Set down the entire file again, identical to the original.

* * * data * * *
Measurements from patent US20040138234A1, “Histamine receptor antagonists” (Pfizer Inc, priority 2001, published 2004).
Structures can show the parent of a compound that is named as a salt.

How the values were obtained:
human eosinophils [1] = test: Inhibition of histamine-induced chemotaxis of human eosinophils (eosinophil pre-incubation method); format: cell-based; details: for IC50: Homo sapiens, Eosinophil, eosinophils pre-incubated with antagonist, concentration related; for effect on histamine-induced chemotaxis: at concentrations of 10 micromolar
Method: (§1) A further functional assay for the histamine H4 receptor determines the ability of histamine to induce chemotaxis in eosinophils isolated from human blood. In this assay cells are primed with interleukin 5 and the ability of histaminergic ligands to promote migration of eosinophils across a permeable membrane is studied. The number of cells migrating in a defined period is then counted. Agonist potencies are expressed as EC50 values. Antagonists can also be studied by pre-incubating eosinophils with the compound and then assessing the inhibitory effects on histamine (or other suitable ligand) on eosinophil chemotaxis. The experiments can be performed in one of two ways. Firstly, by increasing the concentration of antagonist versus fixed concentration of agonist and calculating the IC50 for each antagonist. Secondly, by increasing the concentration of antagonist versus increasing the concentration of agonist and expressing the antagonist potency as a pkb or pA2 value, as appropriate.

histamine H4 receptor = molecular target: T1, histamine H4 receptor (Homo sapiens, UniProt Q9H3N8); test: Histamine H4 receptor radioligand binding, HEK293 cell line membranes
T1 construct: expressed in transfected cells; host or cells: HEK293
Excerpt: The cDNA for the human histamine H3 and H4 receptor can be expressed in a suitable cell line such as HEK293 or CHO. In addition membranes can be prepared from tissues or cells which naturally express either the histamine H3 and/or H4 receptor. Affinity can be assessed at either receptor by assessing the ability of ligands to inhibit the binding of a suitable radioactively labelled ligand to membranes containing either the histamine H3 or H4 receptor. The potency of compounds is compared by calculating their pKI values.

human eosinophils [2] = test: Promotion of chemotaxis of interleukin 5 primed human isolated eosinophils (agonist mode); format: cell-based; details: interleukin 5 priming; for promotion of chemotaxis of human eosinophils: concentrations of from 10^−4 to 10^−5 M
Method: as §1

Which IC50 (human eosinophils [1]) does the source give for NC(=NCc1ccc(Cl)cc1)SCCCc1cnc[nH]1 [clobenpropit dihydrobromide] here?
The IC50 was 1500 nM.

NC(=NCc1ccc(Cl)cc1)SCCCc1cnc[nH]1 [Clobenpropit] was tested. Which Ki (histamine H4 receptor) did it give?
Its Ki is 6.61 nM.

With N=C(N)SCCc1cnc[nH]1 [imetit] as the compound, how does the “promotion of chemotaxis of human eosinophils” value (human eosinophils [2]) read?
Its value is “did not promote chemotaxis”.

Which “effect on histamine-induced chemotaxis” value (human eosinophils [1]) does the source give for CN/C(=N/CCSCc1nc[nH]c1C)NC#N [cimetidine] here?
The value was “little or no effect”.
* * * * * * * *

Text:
Measurements from patent US20040138234A1, “Histamine receptor antagonists” (Pfizer Inc, priority 2001, published 2004).
Structures can show the parent of a compound that is named as a salt.

How the values were obtained:
human eosinophils [1] = test: Inhibition of histamine-induced chemotaxis of human eosinophils (eosinophil pre-incubation method); format: cell-based; details: for IC50: Homo sapiens, Eosinophil, eosinophils pre-incubated with antagonist, concentration related; for effect on histamine-induced chemotaxis: at concentrations of 10 micromolar
Method: (§1) A further functional assay for the histamine H4 receptor determines the ability of histamine to induce chemotaxis in eosinophils isolated from human blood. In this assay cells are primed with interleukin 5 and the ability of histaminergic ligands to promote migration of eosinophils across a permeable membrane is studied. The number of cells migrating in a defined period is then counted. Agonist potencies are expressed as EC50 values. Antagonists can also be studied by pre-incubating eosinophils with the compound and then assessing the inhibitory effects on histamine (or other suitable ligand) on eosinophil chemotaxis. The experiments can be performed in one of two ways. Firstly, by increasing the concentration of antagonist versus fixed concentration of agonist and calculating the IC50 for each antagonist. Secondly, by increasing the concentration of antagonist versus increasing the concentration of agonist and expressing the antagonist potency as a pkb or pA2 value, as appropriate.

histamine H4 receptor = molecular target: T1, histamine H4 receptor (Homo sapiens, UniProt Q9H3N8); test: Histamine H4 receptor radioligand binding, HEK293 cell line membranes
T1 construct: expressed in transfected cells; host or cells: HEK293
Excerpt: The cDNA for the human histamine H3 and H4 receptor can be expressed in a suitable cell line such as HEK293 or CHO. In addition membranes can be prepared from tissues or cells which naturally express either the histamine H3 and/or H4 receptor. Affinity can be assessed at either receptor by assessing the ability of ligands to inhibit the binding of a suitable radioactively labelled ligand to membranes containing either the histamine H3 or H4 receptor. The potency of compounds is compared by calculating their pKI values.

human eosinophils [2] = test: Promotion of chemotaxis of interleukin 5 primed human isolated eosinophils (agonist mode); format: cell-based; details: interleukin 5 priming; for promotion of chemotaxis of human eosinophils: concentrations of from 10^−4 to 10^−5 M
Method: as §1

Which IC50 (human eosinophils [1]) does the source give for NC(=NCc1ccc(Cl)cc1)SCCCc1cnc[nH]1 [clobenpropit dihydrobromide] here?
The IC50 was 1500 nM.

NC(=NCc1ccc(Cl)cc1)SCCCc1cnc[nH]1 [Clobenpropit] was tested. Which Ki (histamine H4 receptor) did it give?
Its Ki is 6.61 nM.

With N=C(N)SCCc1cnc[nH]1 [imetit] as the compound, how does the “promotion of chemotaxis of human eosinophils” value (human eosinophils [2]) read?
Its value is “did not promote chemotaxis”.

Which “effect on histamine-induced chemotaxis” value (human eosinophils [1]) does the source give for CN/C(=N/CCSCc1nc[nH]c1C)NC#N [cimetidine] here?
The value was “little or no effect”.